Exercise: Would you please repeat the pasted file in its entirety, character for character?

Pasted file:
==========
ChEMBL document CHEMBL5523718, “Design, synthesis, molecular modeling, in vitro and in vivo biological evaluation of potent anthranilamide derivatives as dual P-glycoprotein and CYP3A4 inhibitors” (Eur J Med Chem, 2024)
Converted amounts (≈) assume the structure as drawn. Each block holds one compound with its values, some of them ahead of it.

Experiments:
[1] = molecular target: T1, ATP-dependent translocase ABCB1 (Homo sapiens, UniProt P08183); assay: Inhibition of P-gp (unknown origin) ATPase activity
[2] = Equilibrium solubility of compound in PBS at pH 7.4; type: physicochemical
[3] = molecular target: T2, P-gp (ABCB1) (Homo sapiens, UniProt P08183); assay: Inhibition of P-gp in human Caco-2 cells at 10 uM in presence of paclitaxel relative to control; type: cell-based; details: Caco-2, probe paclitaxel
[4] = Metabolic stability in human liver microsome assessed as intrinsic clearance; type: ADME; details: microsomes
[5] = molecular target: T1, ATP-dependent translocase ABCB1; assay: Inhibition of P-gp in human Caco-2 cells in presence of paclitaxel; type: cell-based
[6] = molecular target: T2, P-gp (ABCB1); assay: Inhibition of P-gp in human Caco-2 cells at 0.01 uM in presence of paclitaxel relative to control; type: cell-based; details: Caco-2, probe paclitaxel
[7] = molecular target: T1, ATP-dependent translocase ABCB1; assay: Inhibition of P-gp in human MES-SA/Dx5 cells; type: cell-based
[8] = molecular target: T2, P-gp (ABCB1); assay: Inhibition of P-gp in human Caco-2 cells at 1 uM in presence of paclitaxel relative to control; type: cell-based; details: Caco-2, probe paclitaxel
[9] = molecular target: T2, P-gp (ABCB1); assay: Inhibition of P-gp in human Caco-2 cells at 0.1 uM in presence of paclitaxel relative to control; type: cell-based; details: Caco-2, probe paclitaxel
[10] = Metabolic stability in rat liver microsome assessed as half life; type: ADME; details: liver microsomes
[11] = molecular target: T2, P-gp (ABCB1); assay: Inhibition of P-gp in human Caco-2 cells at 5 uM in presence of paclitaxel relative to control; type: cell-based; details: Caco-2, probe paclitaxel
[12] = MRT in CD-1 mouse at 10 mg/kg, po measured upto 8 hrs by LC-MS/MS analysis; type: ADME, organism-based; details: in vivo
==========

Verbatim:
ChEMBL document CHEMBL5523718, “Design, synthesis, molecular modeling, in vitro and in vivo biological evaluation of potent anthranilamide derivatives as dual P-glycoprotein and CYP3A4 inhibitors” (Eur J Med Chem, 2024)
Converted amounts (≈) assume the structure as drawn. Each block holds one compound with its values, some of them ahead of it.

Experiments:
[1] = molecular target: T1, ATP-dependent translocase ABCB1 (Homo sapiens, UniProt P08183); assay: Inhibition of P-gp (unknown origin) ATPase activity
[2] = Equilibrium solubility of compound in PBS at pH 7.4; type: physicochemical
[3] = molecular target: T2, P-gp (ABCB1) (Homo sapiens, UniProt P08183); assay: Inhibition of P-gp in human Caco-2 cells at 10 uM in presence of paclitaxel relative to control; type: cell-based; details: Caco-2, probe paclitaxel
[4] = Metabolic stability in human liver microsome assessed as intrinsic clearance; type: ADME; details: microsomes
[5] = molecular target: T1, ATP-dependent translocase ABCB1; assay: Inhibition of P-gp in human Caco-2 cells in presence of paclitaxel; type: cell-based
[6] = molecular target: T2, P-gp (ABCB1); assay: Inhibition of P-gp in human Caco-2 cells at 0.01 uM in presence of paclitaxel relative to control; type: cell-based; details: Caco-2, probe paclitaxel
[7] = molecular target: T1, ATP-dependent translocase ABCB1; assay: Inhibition of P-gp in human MES-SA/Dx5 cells; type: cell-based
[8] = molecular target: T2, P-gp (ABCB1); assay: Inhibition of P-gp in human Caco-2 cells at 1 uM in presence of paclitaxel relative to control; type: cell-based; details: Caco-2, probe paclitaxel
[9] = molecular target: T2, P-gp (ABCB1); assay: Inhibition of P-gp in human Caco-2 cells at 0.1 uM in presence of paclitaxel relative to control; type: cell-based; details: Caco-2, probe paclitaxel
[10] = Metabolic stability in rat liver microsome assessed as half life; type: ADME; details: liver microsomes
[11] = molecular target: T2, P-gp (ABCB1); assay: Inhibition of P-gp in human Caco-2 cells at 5 uM in presence of paclitaxel relative to control; type: cell-based; details: Caco-2, probe paclitaxel
[12] = MRT in CD-1 mouse at 10 mg/kg, po measured upto 8 hrs by LC-MS/MS analysis; type: ADME, organism-based; details: in vivo